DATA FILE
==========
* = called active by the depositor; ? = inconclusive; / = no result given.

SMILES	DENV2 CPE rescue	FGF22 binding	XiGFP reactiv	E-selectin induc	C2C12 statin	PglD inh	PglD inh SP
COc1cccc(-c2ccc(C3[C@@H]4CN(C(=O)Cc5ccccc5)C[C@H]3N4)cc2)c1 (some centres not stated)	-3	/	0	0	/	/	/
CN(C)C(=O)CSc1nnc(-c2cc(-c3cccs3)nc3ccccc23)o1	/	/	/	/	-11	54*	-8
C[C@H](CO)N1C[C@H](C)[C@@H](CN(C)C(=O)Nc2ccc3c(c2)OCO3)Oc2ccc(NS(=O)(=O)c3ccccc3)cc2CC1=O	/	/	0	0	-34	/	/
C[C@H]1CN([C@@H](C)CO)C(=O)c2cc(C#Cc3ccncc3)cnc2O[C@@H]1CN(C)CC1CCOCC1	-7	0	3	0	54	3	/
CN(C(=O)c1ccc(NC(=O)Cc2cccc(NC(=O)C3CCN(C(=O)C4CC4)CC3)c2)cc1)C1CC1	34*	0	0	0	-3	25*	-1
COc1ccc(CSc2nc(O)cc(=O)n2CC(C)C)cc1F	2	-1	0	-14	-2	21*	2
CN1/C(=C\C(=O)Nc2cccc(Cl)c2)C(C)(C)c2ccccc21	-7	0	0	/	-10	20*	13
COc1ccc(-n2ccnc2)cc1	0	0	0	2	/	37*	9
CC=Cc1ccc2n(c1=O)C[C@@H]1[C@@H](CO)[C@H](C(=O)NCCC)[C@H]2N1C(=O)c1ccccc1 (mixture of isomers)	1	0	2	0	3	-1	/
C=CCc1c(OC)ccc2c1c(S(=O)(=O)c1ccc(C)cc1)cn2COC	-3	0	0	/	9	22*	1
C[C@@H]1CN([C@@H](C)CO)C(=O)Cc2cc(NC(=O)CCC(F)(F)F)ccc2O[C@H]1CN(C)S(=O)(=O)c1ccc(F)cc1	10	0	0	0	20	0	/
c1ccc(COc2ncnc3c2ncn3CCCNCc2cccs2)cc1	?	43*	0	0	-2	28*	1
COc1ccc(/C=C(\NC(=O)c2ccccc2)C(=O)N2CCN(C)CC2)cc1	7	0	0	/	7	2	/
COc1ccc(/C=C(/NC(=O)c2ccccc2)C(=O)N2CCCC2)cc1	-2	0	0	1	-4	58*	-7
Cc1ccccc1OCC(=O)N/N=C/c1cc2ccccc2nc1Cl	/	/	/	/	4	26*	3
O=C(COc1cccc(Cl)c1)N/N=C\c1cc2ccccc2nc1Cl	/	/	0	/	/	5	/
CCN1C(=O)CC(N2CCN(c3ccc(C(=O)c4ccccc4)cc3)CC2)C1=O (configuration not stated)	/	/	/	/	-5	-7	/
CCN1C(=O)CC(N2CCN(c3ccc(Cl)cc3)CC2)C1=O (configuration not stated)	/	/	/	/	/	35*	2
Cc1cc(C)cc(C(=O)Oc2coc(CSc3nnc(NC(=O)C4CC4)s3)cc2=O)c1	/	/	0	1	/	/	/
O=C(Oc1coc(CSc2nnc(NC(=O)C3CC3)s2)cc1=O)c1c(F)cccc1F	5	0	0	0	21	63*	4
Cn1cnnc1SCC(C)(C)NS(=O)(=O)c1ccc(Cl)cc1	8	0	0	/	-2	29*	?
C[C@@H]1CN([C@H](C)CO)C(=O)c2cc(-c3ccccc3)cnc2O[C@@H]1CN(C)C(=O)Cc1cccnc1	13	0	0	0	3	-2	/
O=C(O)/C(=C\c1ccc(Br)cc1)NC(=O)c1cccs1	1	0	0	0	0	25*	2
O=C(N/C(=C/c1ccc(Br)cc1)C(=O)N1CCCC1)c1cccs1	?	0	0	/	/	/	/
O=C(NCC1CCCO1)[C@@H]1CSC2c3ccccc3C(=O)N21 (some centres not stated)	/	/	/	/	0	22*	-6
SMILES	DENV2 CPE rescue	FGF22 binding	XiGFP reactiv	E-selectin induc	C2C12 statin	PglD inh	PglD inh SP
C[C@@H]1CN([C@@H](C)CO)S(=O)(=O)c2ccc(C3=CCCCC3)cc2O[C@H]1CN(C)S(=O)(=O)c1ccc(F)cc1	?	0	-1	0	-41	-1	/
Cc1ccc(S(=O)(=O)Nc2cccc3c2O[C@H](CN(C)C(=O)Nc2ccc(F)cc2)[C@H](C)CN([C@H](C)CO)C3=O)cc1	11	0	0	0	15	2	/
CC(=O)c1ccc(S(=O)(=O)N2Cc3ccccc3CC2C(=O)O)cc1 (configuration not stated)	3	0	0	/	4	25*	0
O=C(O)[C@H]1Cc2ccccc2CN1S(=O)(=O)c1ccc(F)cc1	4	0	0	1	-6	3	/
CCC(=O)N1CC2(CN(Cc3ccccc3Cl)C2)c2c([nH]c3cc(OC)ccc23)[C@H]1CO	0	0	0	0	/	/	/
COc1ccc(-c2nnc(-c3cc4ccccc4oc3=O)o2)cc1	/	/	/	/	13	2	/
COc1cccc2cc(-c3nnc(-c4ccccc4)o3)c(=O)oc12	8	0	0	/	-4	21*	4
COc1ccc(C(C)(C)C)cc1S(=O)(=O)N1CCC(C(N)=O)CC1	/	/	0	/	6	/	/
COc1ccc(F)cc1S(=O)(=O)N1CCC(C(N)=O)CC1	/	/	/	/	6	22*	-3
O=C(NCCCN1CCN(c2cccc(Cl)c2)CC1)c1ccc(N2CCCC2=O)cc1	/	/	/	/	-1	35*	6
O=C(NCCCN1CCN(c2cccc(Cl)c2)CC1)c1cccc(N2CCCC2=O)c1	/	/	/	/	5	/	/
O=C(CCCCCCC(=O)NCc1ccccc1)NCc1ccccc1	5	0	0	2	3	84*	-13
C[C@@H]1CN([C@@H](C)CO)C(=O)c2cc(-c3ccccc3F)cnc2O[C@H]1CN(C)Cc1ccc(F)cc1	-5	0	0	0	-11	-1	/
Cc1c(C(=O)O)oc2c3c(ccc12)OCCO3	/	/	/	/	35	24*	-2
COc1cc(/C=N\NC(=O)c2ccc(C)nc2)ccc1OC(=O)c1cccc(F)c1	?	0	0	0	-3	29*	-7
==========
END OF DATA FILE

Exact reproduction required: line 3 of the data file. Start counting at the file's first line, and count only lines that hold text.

COc1cccc(-c2ccc(C3[C@@H]4CN(C(=O)Cc5ccccc5)C[C@H]3N4)cc2)c1 (some centres not stated)	-3	/	0	0	/	/	/